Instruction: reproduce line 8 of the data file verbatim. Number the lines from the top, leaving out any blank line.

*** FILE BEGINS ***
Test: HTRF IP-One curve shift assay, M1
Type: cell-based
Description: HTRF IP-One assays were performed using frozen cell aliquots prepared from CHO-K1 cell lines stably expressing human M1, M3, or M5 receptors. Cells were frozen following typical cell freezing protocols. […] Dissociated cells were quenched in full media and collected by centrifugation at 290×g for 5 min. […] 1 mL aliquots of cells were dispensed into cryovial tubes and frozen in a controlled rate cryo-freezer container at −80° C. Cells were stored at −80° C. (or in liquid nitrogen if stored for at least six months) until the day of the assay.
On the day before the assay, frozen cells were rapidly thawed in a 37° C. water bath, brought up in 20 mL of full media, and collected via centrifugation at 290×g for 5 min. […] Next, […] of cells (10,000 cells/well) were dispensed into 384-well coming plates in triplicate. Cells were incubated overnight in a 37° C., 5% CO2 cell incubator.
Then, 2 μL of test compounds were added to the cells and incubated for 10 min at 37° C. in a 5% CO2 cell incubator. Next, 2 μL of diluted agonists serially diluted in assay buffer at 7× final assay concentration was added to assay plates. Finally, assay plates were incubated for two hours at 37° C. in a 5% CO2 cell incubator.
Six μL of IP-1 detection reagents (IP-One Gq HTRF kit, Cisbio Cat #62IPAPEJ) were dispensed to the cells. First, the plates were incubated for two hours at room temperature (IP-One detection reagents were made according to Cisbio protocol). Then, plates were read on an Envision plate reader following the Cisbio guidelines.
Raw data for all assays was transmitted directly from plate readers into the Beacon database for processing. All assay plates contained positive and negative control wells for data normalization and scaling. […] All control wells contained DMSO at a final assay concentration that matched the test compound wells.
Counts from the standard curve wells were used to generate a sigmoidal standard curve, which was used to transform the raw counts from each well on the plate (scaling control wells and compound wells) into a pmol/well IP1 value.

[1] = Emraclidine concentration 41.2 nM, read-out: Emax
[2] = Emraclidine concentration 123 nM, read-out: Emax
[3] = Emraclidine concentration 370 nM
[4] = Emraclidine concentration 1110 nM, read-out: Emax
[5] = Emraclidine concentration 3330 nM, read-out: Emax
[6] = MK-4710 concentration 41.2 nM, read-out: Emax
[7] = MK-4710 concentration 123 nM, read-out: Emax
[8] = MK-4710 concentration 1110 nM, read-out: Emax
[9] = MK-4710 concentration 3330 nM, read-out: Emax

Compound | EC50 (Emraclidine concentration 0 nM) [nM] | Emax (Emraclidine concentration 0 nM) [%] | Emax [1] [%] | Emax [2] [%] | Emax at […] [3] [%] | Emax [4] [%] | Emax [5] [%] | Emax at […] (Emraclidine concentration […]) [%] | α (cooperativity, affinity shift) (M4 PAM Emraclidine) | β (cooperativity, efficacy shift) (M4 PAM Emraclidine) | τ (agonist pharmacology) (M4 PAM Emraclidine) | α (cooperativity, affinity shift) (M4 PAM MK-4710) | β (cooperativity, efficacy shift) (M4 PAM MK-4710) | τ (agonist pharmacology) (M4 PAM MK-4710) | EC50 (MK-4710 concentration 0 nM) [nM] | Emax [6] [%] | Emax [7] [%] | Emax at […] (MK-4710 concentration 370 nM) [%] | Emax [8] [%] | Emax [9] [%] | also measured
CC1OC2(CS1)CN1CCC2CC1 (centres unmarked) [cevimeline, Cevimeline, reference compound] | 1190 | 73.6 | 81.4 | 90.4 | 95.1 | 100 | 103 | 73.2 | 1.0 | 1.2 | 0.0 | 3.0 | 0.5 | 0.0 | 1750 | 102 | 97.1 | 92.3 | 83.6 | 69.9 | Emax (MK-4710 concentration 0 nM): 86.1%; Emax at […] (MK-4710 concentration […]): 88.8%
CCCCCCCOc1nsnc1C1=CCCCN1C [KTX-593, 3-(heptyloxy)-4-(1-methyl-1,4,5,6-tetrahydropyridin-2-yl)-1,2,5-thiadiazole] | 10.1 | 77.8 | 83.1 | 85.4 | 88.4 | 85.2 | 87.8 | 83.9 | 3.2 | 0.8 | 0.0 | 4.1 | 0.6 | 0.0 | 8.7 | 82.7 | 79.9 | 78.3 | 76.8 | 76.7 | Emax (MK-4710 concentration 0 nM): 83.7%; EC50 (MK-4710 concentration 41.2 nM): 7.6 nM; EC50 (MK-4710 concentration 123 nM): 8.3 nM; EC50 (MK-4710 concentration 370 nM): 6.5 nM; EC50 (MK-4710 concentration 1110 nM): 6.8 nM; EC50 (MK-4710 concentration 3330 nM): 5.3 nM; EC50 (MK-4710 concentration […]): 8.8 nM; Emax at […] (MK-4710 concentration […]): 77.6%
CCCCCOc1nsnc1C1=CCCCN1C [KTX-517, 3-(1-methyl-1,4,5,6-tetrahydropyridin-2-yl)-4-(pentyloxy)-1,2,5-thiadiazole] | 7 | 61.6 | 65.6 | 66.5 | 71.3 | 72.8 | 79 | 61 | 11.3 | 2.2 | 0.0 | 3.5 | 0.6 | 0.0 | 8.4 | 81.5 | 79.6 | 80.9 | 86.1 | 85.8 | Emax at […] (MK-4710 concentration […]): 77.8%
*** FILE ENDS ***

Counts from the standard curve wells were used to generate a sigmoidal standard curve, which was used to transform the raw counts from each well on the plate (scaling control wells and compound wells) into a pmol/well IP1 value.